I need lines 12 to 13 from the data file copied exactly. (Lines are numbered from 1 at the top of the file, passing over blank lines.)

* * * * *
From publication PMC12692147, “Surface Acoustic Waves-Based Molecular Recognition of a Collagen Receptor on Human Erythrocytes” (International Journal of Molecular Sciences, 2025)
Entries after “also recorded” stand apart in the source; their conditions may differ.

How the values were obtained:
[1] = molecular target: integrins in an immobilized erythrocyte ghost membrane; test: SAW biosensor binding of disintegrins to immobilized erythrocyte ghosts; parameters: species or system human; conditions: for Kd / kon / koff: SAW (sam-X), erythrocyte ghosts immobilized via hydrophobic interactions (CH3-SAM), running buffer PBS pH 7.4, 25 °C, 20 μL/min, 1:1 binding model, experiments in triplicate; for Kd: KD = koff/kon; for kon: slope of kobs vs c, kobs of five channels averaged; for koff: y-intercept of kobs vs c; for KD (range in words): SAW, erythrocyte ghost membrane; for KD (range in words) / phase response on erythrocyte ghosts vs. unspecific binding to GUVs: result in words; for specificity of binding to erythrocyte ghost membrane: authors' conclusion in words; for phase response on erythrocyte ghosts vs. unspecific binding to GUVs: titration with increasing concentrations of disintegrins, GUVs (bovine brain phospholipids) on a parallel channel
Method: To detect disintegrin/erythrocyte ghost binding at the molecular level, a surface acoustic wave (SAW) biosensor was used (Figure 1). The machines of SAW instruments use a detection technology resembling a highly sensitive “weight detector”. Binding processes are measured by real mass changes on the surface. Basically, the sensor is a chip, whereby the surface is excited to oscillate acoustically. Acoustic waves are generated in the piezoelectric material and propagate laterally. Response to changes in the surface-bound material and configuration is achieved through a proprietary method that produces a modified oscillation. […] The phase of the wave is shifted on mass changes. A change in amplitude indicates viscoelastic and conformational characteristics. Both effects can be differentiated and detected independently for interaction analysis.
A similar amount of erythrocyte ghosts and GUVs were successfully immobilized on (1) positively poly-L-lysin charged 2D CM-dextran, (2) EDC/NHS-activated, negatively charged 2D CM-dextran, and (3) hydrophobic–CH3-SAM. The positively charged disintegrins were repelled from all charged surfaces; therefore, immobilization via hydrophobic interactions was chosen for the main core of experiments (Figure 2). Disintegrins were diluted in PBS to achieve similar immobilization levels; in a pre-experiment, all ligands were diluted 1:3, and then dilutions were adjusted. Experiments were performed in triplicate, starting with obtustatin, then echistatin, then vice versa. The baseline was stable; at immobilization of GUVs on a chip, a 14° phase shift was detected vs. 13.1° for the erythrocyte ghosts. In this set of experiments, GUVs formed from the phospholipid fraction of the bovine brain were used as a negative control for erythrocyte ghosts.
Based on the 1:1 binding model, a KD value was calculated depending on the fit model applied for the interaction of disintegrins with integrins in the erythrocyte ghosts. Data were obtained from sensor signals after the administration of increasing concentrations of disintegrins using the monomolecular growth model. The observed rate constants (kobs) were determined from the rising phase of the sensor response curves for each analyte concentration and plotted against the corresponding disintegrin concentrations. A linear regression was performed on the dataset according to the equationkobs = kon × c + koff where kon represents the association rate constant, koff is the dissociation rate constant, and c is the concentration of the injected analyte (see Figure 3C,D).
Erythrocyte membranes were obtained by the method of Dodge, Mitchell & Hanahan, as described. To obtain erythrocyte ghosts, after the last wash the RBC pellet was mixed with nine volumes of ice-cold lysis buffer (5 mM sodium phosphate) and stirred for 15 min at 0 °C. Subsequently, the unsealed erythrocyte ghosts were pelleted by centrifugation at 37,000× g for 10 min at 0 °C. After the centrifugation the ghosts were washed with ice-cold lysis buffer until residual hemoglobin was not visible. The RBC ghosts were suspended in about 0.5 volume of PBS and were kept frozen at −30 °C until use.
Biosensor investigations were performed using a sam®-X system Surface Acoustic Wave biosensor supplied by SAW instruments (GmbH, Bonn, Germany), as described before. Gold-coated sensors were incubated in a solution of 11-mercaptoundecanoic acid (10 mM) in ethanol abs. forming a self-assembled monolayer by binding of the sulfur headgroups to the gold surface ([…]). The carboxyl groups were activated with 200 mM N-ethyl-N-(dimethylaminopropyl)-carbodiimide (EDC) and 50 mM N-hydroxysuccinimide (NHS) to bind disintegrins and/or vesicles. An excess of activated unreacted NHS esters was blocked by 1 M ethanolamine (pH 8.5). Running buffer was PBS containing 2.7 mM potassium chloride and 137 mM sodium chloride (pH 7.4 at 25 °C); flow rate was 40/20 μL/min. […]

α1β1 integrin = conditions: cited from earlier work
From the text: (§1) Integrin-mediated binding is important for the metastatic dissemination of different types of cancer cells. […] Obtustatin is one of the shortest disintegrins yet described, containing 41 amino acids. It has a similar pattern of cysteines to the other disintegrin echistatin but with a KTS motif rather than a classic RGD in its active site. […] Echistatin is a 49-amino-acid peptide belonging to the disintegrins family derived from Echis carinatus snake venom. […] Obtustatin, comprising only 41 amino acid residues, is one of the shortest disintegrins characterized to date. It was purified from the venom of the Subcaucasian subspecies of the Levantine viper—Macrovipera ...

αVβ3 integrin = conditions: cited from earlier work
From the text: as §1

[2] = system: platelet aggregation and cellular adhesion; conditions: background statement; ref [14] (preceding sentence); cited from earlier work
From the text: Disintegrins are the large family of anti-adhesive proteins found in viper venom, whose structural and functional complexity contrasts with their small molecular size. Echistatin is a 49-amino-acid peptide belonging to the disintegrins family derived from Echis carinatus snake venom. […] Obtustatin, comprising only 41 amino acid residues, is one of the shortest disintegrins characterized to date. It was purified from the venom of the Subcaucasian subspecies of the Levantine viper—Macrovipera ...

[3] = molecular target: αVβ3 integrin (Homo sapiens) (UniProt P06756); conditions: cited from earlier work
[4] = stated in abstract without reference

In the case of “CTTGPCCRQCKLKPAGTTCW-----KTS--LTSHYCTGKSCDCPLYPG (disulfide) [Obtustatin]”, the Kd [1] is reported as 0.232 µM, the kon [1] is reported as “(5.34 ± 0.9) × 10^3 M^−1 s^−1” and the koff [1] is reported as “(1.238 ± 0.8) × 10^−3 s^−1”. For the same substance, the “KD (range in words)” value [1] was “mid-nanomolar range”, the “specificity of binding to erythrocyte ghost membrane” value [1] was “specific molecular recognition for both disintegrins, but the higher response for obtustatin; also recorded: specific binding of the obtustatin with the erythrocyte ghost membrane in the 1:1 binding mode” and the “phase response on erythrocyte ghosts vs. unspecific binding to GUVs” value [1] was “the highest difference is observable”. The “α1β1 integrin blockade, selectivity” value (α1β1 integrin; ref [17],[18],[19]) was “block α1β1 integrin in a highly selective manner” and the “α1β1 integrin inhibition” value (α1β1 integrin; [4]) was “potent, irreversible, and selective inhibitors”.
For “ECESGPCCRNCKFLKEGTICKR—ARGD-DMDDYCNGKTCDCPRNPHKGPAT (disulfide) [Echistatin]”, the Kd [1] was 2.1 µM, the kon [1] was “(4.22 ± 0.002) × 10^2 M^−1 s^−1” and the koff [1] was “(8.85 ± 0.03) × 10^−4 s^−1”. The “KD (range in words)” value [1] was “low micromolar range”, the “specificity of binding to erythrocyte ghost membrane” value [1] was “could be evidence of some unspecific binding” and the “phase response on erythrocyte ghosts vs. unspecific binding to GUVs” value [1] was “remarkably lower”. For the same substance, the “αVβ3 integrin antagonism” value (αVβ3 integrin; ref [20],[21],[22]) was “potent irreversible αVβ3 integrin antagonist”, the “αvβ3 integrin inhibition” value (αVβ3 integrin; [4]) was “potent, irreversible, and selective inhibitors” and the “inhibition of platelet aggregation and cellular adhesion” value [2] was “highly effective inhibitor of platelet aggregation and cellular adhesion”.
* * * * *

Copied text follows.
αVβ3 integrin = conditions: cited from earlier work
From the text: as §1